The full moon shined down on Detroit last night as the fourth day of workshops, panels, assemblies, and cultural events at the U.S. Social Forum wrapped up for a close. The days seem to have gone by fast, filled with an avalanche of information and inspiration to serve my work in New Mexico as a media justice organizer. I’m excited to take back the knowledge and continue to advance creative ways to advance the causes of media justice.
I was happy to engage in another media justice workshop on Friday because it related to rural folks and their stories. New Mexico is a predominantly rural state, with 2 million people spread across the 5th geographically largest state in the country. The workshop was called Place Stories and was hosted by Edyael Casaperalta from the Center for Rural Strategies, and Steven Renderos from Main Street Project based out of Minneapolis, Minnesota.
The workshop first had us introduce ourselves to each other by asking us to explain what we think describes our town versus what the media and societal stereotypes describe rural areas. All individuals in the room beautifully described a rich culture and very real issues they are facing in terms of access to basic infrastructure like that of communication and mobility. It became apparent in our conversations that rural communities need to reclaim their stories in order to counter the negative stereotypes that trivialize the experiences people have, including but not limited to historical and present racism and poverty. What Place Stories gave me was a chance to learn about an online tool, placestories.com, which allows for all our rural communities to connect across the US, and the world, with free software. It is a website made for communities with limited resources so that they can provide an audio or video 2-4 minute account of stories of their hometown or highlight issues relevant to the needs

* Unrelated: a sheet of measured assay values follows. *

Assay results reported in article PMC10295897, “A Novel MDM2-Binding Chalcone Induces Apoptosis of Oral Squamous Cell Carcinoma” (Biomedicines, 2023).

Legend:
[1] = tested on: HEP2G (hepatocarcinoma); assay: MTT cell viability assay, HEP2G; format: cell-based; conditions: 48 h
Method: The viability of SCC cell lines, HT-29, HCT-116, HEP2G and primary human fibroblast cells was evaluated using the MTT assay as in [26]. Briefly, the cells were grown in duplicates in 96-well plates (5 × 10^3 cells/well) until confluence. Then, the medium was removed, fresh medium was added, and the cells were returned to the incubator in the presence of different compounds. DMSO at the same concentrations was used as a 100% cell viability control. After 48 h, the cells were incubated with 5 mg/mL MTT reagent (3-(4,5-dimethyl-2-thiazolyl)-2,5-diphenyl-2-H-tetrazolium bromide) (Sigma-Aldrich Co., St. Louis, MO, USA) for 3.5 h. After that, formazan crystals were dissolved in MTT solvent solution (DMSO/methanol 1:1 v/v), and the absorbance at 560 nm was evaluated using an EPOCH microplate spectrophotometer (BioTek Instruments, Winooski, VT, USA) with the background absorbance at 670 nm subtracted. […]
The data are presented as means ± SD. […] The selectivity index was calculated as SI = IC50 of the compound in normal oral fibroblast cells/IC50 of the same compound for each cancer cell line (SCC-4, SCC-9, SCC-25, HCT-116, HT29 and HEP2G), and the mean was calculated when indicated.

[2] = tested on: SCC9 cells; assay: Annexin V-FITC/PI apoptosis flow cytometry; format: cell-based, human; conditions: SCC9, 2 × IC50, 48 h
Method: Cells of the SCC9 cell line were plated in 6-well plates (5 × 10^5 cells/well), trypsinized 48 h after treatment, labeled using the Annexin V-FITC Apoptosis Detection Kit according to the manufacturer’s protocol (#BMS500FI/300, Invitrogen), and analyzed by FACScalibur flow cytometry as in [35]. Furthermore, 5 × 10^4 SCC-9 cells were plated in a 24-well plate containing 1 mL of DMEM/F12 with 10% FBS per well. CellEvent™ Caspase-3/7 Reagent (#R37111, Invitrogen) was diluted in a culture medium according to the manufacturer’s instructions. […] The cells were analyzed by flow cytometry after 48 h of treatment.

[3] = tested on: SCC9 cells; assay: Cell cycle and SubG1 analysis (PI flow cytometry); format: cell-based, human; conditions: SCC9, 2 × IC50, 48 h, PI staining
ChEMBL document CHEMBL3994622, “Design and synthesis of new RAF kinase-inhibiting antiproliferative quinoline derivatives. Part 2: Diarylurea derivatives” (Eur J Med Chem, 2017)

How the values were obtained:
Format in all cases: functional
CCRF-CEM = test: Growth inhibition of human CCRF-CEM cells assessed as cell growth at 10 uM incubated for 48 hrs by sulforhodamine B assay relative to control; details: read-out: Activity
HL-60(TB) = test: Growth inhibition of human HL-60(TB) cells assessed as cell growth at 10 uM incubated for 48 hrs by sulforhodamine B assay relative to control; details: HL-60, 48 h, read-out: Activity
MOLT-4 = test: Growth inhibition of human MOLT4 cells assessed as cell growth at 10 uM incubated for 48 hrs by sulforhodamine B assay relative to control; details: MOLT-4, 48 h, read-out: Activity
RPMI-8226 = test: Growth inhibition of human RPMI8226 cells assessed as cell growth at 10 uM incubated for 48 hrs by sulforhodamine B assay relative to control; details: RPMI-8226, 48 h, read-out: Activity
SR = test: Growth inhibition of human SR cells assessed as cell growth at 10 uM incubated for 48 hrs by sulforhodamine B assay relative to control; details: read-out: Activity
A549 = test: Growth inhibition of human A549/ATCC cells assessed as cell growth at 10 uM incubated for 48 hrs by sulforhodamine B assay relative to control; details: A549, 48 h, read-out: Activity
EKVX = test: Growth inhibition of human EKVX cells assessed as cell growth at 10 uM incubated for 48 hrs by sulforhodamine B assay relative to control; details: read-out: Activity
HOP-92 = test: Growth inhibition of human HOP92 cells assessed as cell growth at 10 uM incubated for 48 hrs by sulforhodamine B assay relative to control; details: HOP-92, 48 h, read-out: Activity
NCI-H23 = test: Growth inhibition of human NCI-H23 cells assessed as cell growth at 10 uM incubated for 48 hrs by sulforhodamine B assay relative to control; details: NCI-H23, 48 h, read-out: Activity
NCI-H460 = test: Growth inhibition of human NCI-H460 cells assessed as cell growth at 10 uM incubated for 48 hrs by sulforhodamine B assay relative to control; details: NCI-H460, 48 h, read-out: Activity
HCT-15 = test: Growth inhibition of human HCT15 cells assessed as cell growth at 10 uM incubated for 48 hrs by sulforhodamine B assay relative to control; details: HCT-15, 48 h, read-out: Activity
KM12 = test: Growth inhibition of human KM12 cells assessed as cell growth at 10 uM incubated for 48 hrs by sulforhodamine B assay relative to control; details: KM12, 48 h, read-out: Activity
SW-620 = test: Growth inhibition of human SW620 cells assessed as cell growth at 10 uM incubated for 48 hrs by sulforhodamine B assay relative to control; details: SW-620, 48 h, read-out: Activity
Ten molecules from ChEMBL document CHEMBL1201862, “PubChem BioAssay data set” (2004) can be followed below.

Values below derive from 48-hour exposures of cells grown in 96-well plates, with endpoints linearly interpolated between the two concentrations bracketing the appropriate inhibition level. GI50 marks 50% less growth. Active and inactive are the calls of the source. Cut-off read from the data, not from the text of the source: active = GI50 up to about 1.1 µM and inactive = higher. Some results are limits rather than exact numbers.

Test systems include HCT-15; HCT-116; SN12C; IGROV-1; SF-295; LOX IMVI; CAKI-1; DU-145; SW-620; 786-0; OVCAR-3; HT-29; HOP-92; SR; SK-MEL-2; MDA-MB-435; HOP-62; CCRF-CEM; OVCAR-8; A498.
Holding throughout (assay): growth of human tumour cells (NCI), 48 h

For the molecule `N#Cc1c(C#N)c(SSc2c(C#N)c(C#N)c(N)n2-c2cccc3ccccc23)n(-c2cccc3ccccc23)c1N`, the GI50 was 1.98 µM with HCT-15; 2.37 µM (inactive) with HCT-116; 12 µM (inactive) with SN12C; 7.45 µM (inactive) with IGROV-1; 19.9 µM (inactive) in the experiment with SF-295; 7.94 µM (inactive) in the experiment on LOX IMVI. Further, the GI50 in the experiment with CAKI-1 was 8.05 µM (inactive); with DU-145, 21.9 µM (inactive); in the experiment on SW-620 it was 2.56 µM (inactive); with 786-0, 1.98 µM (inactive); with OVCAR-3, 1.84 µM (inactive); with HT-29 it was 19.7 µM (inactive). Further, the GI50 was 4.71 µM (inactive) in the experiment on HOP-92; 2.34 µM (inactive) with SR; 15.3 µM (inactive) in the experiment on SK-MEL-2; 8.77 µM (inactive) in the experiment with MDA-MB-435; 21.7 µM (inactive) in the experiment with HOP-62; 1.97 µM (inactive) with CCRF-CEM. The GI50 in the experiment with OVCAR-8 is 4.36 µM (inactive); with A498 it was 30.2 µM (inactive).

of their community.
Very much related to this issue of needing to reclaim stories to enhance a cause surrounded by stereotypes was my experience later that day with the Reproductive Justice 101 workshop facilitated by Andrea Quijada of Media Literacy Project and the Third Wave Foundation. In this workshop we learned about the many issues that intersect on women’s and trans people’s bodies, including the culture of violence that threatens and forcibly tries to control women, especially women of color. These intersections stem from systemic racism in the prison industrial complex, the broken immigration system, the environment, homophobia/heteronormative system, and class and economic injustices, just to name a few. I want to say that even though the attacks on women’s bodies throughout U.S. history is very pervasive and bleak—starting with attacks on Native and Indigenous women’s bodies, followed by attacks on Black women’s bodies from the beginning of slavery in the U.S., to the current terror that immigrant women are facing now as mothers are being forcibly relocated and incarcerated.
Even though this may be a very stark history and reality, these spaces I participated in today showed me the power of digital storytelling in changing the system. In a way, digital stories are a type of medicine—our own resource to advance and find ideas and to find solidarity across many different borders in our lives. It feels awesome to be amongst communities that recognize that even a small Flip camera and a computer with editing software, can be used to advance and bring about policies that can benefit us, recognizing that media can shape society to bring in a more inclusive world that benefits all peoples’ lived struggles.
Candelario Vazquez, Media Justice Organizer, medialiteracyproject.org